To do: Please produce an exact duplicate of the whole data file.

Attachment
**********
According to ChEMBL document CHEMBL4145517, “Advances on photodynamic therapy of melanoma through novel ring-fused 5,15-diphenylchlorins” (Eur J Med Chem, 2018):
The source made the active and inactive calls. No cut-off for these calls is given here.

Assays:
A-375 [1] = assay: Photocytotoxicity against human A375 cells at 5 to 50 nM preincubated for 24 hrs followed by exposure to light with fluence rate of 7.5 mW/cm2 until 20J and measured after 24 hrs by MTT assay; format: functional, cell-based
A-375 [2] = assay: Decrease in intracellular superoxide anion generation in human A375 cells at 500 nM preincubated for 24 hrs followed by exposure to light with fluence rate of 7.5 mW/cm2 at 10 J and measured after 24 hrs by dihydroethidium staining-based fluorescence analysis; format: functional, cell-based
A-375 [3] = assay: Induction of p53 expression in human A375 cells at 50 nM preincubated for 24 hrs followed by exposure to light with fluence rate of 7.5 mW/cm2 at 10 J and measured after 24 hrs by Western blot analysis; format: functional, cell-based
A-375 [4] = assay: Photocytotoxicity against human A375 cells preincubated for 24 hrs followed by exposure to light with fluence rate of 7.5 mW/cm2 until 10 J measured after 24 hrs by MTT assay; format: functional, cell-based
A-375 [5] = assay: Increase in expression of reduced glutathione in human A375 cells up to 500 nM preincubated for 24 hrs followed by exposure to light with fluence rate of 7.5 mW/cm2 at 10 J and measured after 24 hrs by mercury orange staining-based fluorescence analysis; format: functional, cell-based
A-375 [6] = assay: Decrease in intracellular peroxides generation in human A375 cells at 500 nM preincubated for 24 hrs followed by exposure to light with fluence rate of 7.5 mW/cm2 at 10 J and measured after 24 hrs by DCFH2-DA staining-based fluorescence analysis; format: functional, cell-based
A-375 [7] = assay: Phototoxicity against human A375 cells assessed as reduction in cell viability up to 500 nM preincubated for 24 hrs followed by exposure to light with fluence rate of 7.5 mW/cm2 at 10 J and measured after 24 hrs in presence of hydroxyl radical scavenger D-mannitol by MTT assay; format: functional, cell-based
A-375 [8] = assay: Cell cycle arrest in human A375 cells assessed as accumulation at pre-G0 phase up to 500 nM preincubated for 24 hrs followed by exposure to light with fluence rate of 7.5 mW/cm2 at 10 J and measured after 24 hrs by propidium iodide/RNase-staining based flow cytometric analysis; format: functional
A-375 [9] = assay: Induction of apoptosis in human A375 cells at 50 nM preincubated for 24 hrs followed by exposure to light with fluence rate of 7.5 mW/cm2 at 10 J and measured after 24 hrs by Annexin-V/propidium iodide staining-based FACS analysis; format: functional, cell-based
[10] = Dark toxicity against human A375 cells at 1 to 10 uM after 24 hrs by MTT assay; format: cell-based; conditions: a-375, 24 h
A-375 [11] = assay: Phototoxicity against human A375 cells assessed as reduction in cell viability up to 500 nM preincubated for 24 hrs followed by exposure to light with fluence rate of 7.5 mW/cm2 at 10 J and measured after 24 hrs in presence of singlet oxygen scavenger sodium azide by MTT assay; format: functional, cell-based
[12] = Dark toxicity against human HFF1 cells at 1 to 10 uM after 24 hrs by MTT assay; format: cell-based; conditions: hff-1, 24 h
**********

According to ChEMBL document CHEMBL4145517, “Advances on photodynamic therapy of melanoma through novel ring-fused 5,15-diphenylchlorins” (Eur J Med Chem, 2018):
The source made the active and inactive calls. No cut-off for these calls is given here.

Assays:
A-375 [1] = assay: Photocytotoxicity against human A375 cells at 5 to 50 nM preincubated for 24 hrs followed by exposure to light with fluence rate of 7.5 mW/cm2 until 20J and measured after 24 hrs by MTT assay; format: functional, cell-based
A-375 [2] = assay: Decrease in intracellular superoxide anion generation in human A375 cells at 500 nM preincubated for 24 hrs followed by exposure to light with fluence rate of 7.5 mW/cm2 at 10 J and measured after 24 hrs by dihydroethidium staining-based fluorescence analysis; format: functional, cell-based
A-375 [3] = assay: Induction of p53 expression in human A375 cells at 50 nM preincubated for 24 hrs followed by exposure to light with fluence rate of 7.5 mW/cm2 at 10 J and measured after 24 hrs by Western blot analysis; format: functional, cell-based
A-375 [4] = assay: Photocytotoxicity against human A375 cells preincubated for 24 hrs followed by exposure to light with fluence rate of 7.5 mW/cm2 until 10 J measured after 24 hrs by MTT assay; format: functional, cell-based
A-375 [5] = assay: Increase in expression of reduced glutathione in human A375 cells up to 500 nM preincubated for 24 hrs followed by exposure to light with fluence rate of 7.5 mW/cm2 at 10 J and measured after 24 hrs by mercury orange staining-based fluorescence analysis; format: functional, cell-based
A-375 [6] = assay: Decrease in intracellular peroxides generation in human A375 cells at 500 nM preincubated for 24 hrs followed by exposure to light with fluence rate of 7.5 mW/cm2 at 10 J and measured after 24 hrs by DCFH2-DA staining-based fluorescence analysis; format: functional, cell-based
A-375 [7] = assay: Phototoxicity against human A375 cells assessed as reduction in cell viability up to 500 nM preincubated for 24 hrs followed by exposure to light with fluence rate of 7.5 mW/cm2 at 10 J and measured after 24 hrs in presence of hydroxyl radical scavenger D-mannitol by MTT assay; format: functional, cell-based
A-375 [8] = assay: Cell cycle arrest in human A375 cells assessed as accumulation at pre-G0 phase up to 500 nM preincubated for 24 hrs followed by exposure to light with fluence rate of 7.5 mW/cm2 at 10 J and measured after 24 hrs by propidium iodide/RNase-staining based flow cytometric analysis; format: functional
A-375 [9] = assay: Induction of apoptosis in human A375 cells at 50 nM preincubated for 24 hrs followed by exposure to light with fluence rate of 7.5 mW/cm2 at 10 J and measured after 24 hrs by Annexin-V/propidium iodide staining-based FACS analysis; format: functional, cell-based
[10] = Dark toxicity against human A375 cells at 1 to 10 uM after 24 hrs by MTT assay; format: cell-based; conditions: a-375, 24 h
A-375 [11] = assay: Phototoxicity against human A375 cells assessed as reduction in cell viability up to 500 nM preincubated for 24 hrs followed by exposure to light with fluence rate of 7.5 mW/cm2 at 10 J and measured after 24 hrs in presence of singlet oxygen scavenger sodium azide by MTT assay; format: functional, cell-based
[12] = Dark toxicity against human HFF1 cells at 1 to 10 uM after 24 hrs by MTT assay; format: cell-based; conditions: hff-1, 24 h